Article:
After the premiere of Butterflies and Bones
People have compared creating a new artistic work to giving birth. Since I’ve never experienced child birth, it’s hard for me to know how useful the analogy is, but there is one aspect that I can imagine being particularly relevant: while the moment of birth is an exciting introduction to a new life, it’s not like you get to know everything about your child in that single moment. You live with her/him get to know her/him by interaction.
It feels similar with Butterflies and Bones. Being with an audience seeing it for the first time was an opportunity for me to meet the work afresh, having come to some sense of it in various studios in London and Dublin. But we don’t get to know everything about a work from that premiere. It evolves with each performance and reveals more about its potential. It surprises me, even as I begin to understand it more deeply. That, at least, is my aspiration when I’m making work and it is that hope to be surprised by the work and by the performers in it that gives Butterflies and Bones its openness, malleability and resistance to determinacy.
In the context of post-Brexit turmoil in the UK (and Ireland and Europe as a whole!) Jacqueline Rose’s analysis of the damage caused by a masculinist ‘certainty’ in politics confirms why I try to make choreography that asks its audiences to engage with complexity, ambiguity, and uncertainty. It might not always be easy but it’s my way to protect against the oppression caused by certainty. She writes:
‘And it is a curse of male-dominated politics… that it tends to be the kiss of death for a politician to suggest things are uncertain. It is rarely wise to say that what we most need to do in political life, indeed not only political life, is hesitate, slow down and pause for thought; to allow space for the complexity of who we are. As Edward Said pointed out, there is only a short distance between believing you can subdue the mind and believing you can subdue the world.
The idea of control always presents itself as an island of self-sufficiency or a law unto itself. In fact, the idea of control is meaningless on its own. In a world of rampant inequality and injustice, I can only seize control at the expense of someone else. We succeed in controlling our borders; migrants drown at sea.’
Phelim McDermott’s perspective on live theatre inspires me in this respect also. He says that what is magical in live performance is like a wild animal, something timid and cautious and untameable. If you’re building a performance you have two choices: you can either kill the animal, stuff it and put it on the stage each night or you can build the conditions which might encourage the wild animal to show up. The former choice guarantees you a facsimile of the animal that appears where and when you planned. But it also guarantees that the animal is dead. The latter is a risk, since you can’t predict if the animal will come or how it will perform. But how much more magical is the work when animal in its unpredictable liveness comes?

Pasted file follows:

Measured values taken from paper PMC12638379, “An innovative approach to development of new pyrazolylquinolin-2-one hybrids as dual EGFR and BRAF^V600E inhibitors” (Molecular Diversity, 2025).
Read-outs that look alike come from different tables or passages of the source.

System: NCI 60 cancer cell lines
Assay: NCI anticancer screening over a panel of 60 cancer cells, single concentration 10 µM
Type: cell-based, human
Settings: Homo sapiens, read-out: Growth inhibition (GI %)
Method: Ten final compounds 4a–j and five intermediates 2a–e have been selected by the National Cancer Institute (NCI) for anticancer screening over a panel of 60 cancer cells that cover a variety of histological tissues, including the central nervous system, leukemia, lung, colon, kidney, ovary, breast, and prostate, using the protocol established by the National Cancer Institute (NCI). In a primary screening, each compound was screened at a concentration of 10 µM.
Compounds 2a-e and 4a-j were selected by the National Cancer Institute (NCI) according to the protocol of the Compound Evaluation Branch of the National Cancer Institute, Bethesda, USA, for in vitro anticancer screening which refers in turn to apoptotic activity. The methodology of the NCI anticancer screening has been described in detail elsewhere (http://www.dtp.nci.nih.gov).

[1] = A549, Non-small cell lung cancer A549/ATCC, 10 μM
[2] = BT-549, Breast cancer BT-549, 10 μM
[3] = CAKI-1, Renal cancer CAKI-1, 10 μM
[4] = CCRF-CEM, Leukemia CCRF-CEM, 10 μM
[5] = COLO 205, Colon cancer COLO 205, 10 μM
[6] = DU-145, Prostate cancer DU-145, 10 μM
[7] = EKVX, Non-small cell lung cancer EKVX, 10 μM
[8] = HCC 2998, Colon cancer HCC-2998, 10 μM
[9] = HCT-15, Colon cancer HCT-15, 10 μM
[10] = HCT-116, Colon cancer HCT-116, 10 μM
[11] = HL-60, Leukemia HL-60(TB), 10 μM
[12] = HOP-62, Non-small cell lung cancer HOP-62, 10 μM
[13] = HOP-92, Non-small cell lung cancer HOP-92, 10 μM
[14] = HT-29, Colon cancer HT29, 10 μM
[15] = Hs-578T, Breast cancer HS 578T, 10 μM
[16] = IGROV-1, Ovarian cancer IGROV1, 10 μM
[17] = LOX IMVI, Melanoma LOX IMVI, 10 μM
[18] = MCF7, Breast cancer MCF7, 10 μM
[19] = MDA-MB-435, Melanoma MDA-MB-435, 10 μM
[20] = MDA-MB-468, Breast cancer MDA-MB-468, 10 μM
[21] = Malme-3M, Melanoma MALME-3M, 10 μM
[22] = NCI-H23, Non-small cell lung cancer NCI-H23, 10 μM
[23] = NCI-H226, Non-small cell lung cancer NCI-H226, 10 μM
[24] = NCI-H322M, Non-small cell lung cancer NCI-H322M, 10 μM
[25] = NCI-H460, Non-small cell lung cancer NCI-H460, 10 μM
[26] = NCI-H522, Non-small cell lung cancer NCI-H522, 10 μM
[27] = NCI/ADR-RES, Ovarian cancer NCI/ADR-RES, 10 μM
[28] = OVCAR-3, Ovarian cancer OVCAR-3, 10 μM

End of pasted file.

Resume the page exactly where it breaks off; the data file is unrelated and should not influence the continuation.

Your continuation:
Obviously the latter choice is what I aspire to. And there is a considerable amount of choreography of different kinds that goes in to building the conditions that would welcome and encourage the appearance of the wild animal. But it’s not a choreography that can guarantee outcomes. And that requires me and everyone involved the work to be comfortable with the vulnerability of no guarantees.
On Sunday, when we performed Butterflies and Bones, news had broken of the shootings in Orlando where a gunman targeted people in an LGBTQ club. Seeing Philip dance his collapsing bones solo to the sound of gunshots, suddenly amplified and underlined a continuity between Casement, the precariousness of certain lives and the revolutionary defiance of dancing those lives in vigour, pleasure and fun. I wish the tragedy hadn’t made that continuity so painfully visible, but I’m grateful that we could continue to dance our insistence that all kinds of queer lives are viable and deserve respect.
Even more powerfully, at a vigil for the Orlando victims on Old Compton Street, London next evening, a trio of dancers brought their vogueing to the event:
JAY JAY: Vogue is a dance outlet that comes from the ballroom scene, and within the ballroom scene there’s many categories, but it was for the queer people of color, black, Latino, et cetera, to come together in this world — it was for queer people of color to create this feel of a ball. A place where everyone feels comfortable, a place where there’s no judgement. [Yesterday], I called everyone and was like, “let’s vogue down!” — because there’s so much upset and sadness and that is happening, and voguing is uplifting. It’s an outlet for pain.
D’RELLE: I think why it was so important to me was because I was in Florida only a week ago, and left my friends out there. We needed to do something to show our support and solidarity because although it was in Orlando, it could happen anywhere. I called Jay Jay and we both agreed we need to go down there and vogue. Why vogue? Vogue — like Pulse — was for the black and Latino gay community, and is an expression of strength, freedom, and unity.
JAY JAY: Vogue always brings people together, no matter if you can vogue or you can’t vogue, you always love it, you always find some kind of love for it. People come together as one community, and they forget about all the negatives. That’s what voguing does, and that’s why we brought it to Soho — it was such a sad day in the beginning, and we wanted it to not just be sadness and pain. It is sad, it is painful to see this, it’s painful to understand it. But we need to come together and empower.